Student Milestones and Achievements

Because of the tremendous opportunities students can find at a school like Wilson, our majors have done some pretty amazing things during their time here. They've published, been on television, written and directed their own theatrical shows, presented at conferences, earned competitive assistantships and internships, and traveled extensively. Below are just some of the amazing accomplishments that students have achieved while majoring in English, Mass Communications, and Equine Journalism here at Wilson.


CJ Giacomini
('12) completed an internship at Horse magazine over the summer and had several articles published in the magazine during her time there.


Jess Domanico
(‘11) presented her paper “Sincerity in Soliloquy: The Unraveling of Hamlet’s Murderous Identity” at the annual English Association of Pennsylvania State Universities (EAPSU) conference at Shippensburg University. Her article based on the essay was published in the academic journal Valley Humanities Review.


Xiaomeng Li
('11) received a prestigious cash award from the Wilson College Club of Pittsburgh to aid her internship project.


Nathalie Djiguimkoudre
('10) was accepted for study to work on a graduate degree in Linguistics at Florida Atlantic University. Nathalie received a full teaching assistantship from the University.


The Billboard
, Wilson's student newspaper, led by editors Kayla Chagnon ('10) and Sarah Martin ('11) advisor Dr. Aimee-Marie Dorsten, won first place in the American Scholastic Press Association 2009-2010 annual Newspaper Review and Contest.


Kimberly Allen
(‘09) wrote, directed, and starred in her own one-woman show Breakout: Ain’t Got Long To Be Here, performed at Laird Auditorium in Chambersburg, Pennsylvania, in March 2008.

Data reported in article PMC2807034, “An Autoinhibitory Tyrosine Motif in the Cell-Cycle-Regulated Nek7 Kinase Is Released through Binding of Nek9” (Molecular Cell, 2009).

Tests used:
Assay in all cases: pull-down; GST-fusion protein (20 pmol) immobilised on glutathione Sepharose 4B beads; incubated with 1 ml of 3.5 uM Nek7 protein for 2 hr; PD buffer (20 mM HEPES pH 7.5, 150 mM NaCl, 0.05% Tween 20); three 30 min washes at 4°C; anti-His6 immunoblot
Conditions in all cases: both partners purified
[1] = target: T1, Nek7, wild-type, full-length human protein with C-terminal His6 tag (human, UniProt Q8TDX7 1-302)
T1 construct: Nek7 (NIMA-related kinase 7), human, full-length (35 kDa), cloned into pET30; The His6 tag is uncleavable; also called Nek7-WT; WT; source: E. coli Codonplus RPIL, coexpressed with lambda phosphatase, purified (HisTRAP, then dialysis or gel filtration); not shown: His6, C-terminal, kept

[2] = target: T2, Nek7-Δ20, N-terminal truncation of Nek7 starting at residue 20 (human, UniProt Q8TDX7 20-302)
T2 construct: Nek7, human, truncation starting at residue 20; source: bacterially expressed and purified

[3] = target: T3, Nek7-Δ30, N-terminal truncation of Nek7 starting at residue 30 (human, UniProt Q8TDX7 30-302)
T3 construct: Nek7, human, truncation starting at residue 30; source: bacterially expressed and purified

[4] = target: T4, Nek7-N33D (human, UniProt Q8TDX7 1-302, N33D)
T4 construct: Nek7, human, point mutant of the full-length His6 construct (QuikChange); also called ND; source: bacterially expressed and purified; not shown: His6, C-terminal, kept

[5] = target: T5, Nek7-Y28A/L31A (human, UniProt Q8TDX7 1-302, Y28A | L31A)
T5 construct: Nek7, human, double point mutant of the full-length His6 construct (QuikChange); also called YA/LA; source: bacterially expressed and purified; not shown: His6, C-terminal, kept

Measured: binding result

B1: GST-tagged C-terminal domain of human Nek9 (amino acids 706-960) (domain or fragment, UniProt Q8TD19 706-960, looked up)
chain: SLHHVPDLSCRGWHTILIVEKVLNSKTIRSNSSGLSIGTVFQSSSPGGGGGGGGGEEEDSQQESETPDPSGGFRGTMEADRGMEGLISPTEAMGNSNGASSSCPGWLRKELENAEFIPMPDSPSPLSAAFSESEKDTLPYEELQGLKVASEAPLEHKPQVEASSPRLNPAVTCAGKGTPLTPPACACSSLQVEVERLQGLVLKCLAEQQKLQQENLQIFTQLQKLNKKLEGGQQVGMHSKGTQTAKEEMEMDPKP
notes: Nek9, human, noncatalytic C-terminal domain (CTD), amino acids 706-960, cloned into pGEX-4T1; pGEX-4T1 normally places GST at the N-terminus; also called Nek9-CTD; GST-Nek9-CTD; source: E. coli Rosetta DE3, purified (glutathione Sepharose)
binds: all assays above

Jennifer Shakan
s (‘06) poem “Soft,” a work she first composed in her Advanced Creative Writing class, was published in the anthology Bend, Don’t Shatter, released from Soft Skull Press in 2006.

Sheri Davis-Cordell (‘07) published articles on the authors Helen Wells, Julie Tatham, and Walter Gibson in a reference text released by SynSine Press while completing an internship with Professor Cornelius. She also delivered a conference paper in 2007 at Susquehanna University’s “Literature and Creative Writing Conference” entitled “Feminism, Religious Devotion, and Mary Astell’s Serious Proposal.”


Nancy Hoke
(‘79, further coursework ‘08) published the story “Mother-in-Love,” a piece she wrote during her Advanced Creative Writing class (Spring 2008,) in the anthology Voices of Caregiving (LaChance Publishing).


Suzanne Cole
(‘10) spent a summer volunteering for the Iona Community, an ecumenical Christian community located on the fabled isle of Iona in Scotland. Suzanne applied for and earned one of the few spots given to students every year to come to Iona and share in a truly unique experience.


Kimberly Maske-Mertz’s
(‘08) article “Wilson College Awakened to a Growing Climate Crisis,” originally published in the campus newspaper The Billboard, was reprinted in the March 2008 issue of The Order of the Earth magazine.


Satoko Unno
(‘08) earned a paid assistantship at the Children's Literature Center at Millersville University.


Michelle Pearson-Casey
(‘09) has twice published reviews with the national book review magazine The Bloomsbury Review.


Jessica King
(‘07) had an article picked up and published nationwide by the Associated Press while serving on a summer internship at a newspaper in Mifflin County, Pennsylvania.


Janet Gardner
(‘10) participated in developing and videographing a segment on Chambersburg history for Our Town, a program highlighting central Pennsylvania communities that appears regularly on the Harrisburg PBS affiliate WITF.

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HEAR FROM A WILSON WOMAN…


JESS DOMANICO, ‘11

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Jess Domanico graduated with Honors in 2011 and earned a full teaching assistantship to study literature at Auburn University.  

I came to Wilson as an Equine Facilitated Therapeutics major and decided, at the end of my freshman year, to add a major in English with a concentration in Literary Studies. Double-majoring in two fields with almost nothing in common and juggling an increasing number of extra-curricular activities was a challenge, but I wanted to take advantage of all the opportunities offered me during my time at Wilson. While peer-teaching the first year seminar class, working as a writing tutor, editing The Billboard, and compiling The Bottom Shelf Review, I discovered that remaining in an atmosphere where I could continue to learn and share my knowledge with others was important to me, so I applied to graduate school for English. Without Wilson’s leadership opportunities and engaging academic programs, I doubt I would have come to that decision.